nspecified: ran for 1059767us
===========================
unspecified: ran for 1062675us
===========================
unspecified: ran for 1064872us
===========================
It is prime!

 Performance counter stats for './mfa' (5 runs):

                 0      sched:sched_process_free                                    
                 2      sched:sched_process_exit                                    
                 0      sched:sched_process_wait                                    
                 1      sched:sched_process_fork                                    
                 1      sched:sched_process_exec                                    
                 0      sched:sched_process_hang                                    
                 1      task:task_newtask                                           
                 1      task:task_rename                                            
     1,891,466,777      L1-dcache-loads                                               ( +-  0.07% )  (49.88%)
           207,342      L1-dcache-load-misses     #    0.01% of all L1-dcache hits    ( +-  1.42% )  (50.23%)
     4,566,644,075      cycles                                                        ( +-  0.05% )  (50.37%)
     1,877,795,438      L1-dcache-loads                                               ( +-  0.08% )  (50.37%)
           210,596      L1-dcache-load-misses     #    0.01% of all L1-dcache hits    ( +-  1.43% )  (50.37%)
   <not supported>      LLC-loads                                                   
   <not supported>      LLC-load-misses                                             
         2,345,631      L1-icache-loads                                               ( +-  1.36% )  (50.37%)
            78,357      L1-icache-load-misses     #    3.34% of all L1-icache hits    ( +-  1.64% )  (50.12%)
             5,118      dTLB-loads                                                    ( +- 12.31% )  (49.77%)
               863      dTLB-load-misses          #   16.87% of all dTLB cache hits   ( +- 19.21% )  (49.63%)
                74      iTLB-loads                                                    ( +- 33.96% )  (49.63%)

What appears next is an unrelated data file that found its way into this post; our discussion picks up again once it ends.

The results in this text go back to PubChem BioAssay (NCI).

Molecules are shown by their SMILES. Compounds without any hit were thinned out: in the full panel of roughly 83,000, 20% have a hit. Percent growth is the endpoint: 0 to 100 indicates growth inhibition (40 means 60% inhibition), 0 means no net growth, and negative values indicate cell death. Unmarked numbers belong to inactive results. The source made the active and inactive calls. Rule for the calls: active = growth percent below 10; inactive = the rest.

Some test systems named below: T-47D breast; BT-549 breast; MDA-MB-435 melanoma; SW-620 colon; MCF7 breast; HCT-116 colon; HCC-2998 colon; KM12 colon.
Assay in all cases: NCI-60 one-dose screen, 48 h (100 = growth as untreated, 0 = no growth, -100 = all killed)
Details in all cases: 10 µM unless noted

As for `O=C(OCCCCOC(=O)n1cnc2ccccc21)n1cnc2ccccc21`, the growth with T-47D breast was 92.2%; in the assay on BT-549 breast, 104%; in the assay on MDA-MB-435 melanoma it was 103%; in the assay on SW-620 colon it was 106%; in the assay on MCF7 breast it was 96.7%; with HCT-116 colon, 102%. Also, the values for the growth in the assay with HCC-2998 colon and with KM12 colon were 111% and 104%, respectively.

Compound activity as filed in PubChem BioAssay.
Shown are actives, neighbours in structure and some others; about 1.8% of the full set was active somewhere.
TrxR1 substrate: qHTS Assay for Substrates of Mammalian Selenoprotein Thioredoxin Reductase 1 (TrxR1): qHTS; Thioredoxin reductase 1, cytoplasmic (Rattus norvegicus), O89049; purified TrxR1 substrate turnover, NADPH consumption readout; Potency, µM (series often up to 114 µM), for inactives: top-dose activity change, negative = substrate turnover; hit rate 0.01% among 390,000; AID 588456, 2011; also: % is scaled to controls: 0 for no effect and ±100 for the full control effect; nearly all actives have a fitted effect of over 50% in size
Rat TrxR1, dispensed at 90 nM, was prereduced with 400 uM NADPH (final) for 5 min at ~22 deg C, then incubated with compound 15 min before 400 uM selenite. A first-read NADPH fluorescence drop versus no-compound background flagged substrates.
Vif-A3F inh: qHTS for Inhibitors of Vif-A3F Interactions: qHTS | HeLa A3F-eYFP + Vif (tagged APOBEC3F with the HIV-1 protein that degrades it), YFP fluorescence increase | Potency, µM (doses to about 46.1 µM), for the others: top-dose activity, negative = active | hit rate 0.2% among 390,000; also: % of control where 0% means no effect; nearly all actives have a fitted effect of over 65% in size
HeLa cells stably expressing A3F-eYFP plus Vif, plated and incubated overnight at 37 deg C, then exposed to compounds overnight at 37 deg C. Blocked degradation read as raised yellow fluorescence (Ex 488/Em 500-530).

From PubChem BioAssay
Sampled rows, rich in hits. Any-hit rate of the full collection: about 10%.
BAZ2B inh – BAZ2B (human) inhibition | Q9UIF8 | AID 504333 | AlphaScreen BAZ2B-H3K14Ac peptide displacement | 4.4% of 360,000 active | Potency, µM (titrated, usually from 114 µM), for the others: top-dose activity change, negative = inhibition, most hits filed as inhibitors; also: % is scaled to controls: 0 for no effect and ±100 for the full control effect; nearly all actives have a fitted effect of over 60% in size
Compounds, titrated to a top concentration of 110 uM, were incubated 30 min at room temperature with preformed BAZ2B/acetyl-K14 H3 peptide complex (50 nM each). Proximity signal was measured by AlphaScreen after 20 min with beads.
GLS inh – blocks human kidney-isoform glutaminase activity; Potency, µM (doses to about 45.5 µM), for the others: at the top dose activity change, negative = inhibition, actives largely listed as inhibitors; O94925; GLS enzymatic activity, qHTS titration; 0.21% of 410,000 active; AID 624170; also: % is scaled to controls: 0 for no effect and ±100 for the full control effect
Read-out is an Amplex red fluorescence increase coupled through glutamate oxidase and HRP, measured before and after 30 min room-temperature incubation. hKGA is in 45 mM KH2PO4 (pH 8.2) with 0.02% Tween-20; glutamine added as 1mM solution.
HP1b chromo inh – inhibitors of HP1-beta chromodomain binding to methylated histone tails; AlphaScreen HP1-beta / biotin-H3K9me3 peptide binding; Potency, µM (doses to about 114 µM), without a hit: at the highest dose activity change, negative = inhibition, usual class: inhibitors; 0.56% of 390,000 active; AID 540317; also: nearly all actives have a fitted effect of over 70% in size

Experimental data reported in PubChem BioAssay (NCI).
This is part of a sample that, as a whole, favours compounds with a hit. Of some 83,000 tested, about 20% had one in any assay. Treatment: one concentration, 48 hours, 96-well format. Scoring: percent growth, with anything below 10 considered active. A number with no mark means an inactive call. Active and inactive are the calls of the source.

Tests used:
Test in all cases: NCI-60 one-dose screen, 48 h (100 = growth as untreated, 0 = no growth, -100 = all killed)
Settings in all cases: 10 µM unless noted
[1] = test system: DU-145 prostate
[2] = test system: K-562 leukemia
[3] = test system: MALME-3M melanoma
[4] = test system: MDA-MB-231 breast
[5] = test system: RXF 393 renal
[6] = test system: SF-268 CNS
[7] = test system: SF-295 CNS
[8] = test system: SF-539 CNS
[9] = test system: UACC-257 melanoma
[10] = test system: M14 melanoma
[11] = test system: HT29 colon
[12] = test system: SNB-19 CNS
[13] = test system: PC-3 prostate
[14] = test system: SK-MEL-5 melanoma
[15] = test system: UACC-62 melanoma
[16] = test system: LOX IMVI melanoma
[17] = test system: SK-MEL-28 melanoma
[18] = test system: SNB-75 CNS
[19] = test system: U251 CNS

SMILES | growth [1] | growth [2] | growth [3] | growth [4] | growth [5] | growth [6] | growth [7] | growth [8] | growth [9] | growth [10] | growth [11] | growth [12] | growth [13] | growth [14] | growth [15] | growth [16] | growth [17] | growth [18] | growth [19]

39      iTLB-load-misses          #   53.12% of all iTLB cache hits   ( +- 44.41% )  (49.63%)
            19,378      L1-dcache-prefetches                                          ( +-  4.27% )  (49.63%)
   <not supported>      L1-dcache-prefetch-misses                                   

          1.064263 +- 0.000823 seconds time elapsed  ( +-  0.08% )


Conclusion

The above two runs show a substantial difference in the L1 Data Cache Miss Rates (approx 6% miss rates in L1 with async unspecified vs 11% miss rates with async deferred), this is inline with our expectation that a deferred execution allows for other processes and data items to be brought in to the L1 Data Cache. Therefore, asynchronous execution trigger in a separate thread tends to benefit from spatial and temporal locality of memory. What’s interessting is to see the difference in the number of fork and exit counts within the profiled time window.

Refer for typical memory heirarchy: Mem Hierarchy

For a detailed description about Memory Hierarchy and how it affects your application’s performance I receommend slow reading this

In all, the intuition behind using deferred execution can spread out the system load slightly better and allow the application to control the trigger of the execution, however, if the impetus is to cache the results for multiple concurrent fetches (of the result) at a later point, say, something like the result of an expensive operation that you would like to have handy at the time of request, deferred launch for non-blocking applications will serve the purpose, especially such differences in perf can accumulate over time.

Full Code Here: